The French Anne-Marie Le Gloannec is Senior Research Fellow at Sciences Po in Paris
Mrs Le Gloannec, in your opinion, what is the remarkable achievement of European integration?
For the first time in Europe, we are experiencing an "organized" peace. Europe has always found itself somewhere between fragmentation and unity. Fragmentation has not always been a disadvantage. It can, in fact, be an advantage as it allows for competition and diversity.
But after two attempts at suicide – that is, the two world wars of the 20th century – Europe set its sights on establishing peace across the entire continent. And it did this, despite the cold war, the catastrophe in the Balkans and civil war in Northern Ireland. Through this process, Europe succeeded in actually making Europeans out of the people of Europe.
What is the greatest challenge facing the EU today?
Survival! We can no longer rule out the possibility of the demise of the European Union. I think there are two possible scenarios here. The first comes down to the death of the EU. The second scenario is that Europe survives. It survives because European legislation has become national legislation; it survives as a result of interlocking trade and so on. The interpenetration of these various dimensions are what allows Europe to advance.
The election of Marine Le Pen to the French presidency would be the worst-case scenario for the EU. Her election could precipitate the end of the EU, the end of all projects that France, a pillar of the European project, has facilitated. But this death is not inevitable.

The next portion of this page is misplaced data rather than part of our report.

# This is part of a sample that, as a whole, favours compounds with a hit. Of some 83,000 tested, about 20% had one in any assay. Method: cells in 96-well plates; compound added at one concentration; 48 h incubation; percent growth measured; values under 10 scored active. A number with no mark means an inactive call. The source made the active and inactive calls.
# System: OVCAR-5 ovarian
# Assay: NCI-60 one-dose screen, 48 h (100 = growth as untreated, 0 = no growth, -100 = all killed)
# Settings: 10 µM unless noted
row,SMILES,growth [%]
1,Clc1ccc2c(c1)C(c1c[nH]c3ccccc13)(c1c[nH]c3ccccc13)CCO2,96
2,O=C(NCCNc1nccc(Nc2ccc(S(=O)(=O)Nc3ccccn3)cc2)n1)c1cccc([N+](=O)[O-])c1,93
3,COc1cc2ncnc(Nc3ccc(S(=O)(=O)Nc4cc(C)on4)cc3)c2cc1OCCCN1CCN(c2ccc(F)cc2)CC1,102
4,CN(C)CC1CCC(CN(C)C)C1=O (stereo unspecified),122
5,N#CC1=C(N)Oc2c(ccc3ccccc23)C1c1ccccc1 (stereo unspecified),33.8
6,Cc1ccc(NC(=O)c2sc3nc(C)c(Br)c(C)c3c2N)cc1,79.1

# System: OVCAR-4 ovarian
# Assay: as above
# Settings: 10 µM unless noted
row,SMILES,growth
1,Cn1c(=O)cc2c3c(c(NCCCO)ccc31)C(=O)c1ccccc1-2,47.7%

Europe has had to navigate several crises in the postwar era. But now, for the first time ever, it must deal simultaneously with internal and external problems – with a combination of both. We face considerable risks because they penetrate each other at a time when we lack defendable borders. This deluge of crises poses a huge challenge to Europe, which is struggling for its very existence. Russia is infiltrating Europe by various means, which is only one facet of these crises.
Where do you see the EU in ten years?
This is hard to say, in light of my answer to the second question. We live in uncertain times, not only here in Europe but across the globe as well. Passion, in the hands of extremists and populists, are the tool of manipulation. Will they succeed? Marine Le Pen may become president this year; but then again, she may disappear from the political scene within five years. Who knows?
Given this uncertainty, I prefer to think in terms of scenarios. In other words, the worst case is not inevitable. There are encouraging developments: In Romania, a corrupt country, the masses have taken to the streets to demonstrate against corruption. Spaniards are taking in refugees with open arms. The Austrians have elected Alexander Van der Bellen as president. In France, Emmanuel Macron could win. Each of these things point to the presence of strong principles, even in times of crisis.
On the other hand, Europe has not done well in terms of selling itself to the rest of the world and in protecting its borders (admittedly, this is much more difficult than protecting the borders of Canada). The European Union has yet to run an inventory on its strengths and weaknesses. In ten years, we might have more than 27 members, perhaps less than 27. This, too, is open to question and there are several potential scenarios. In short, much of this is unpredictable.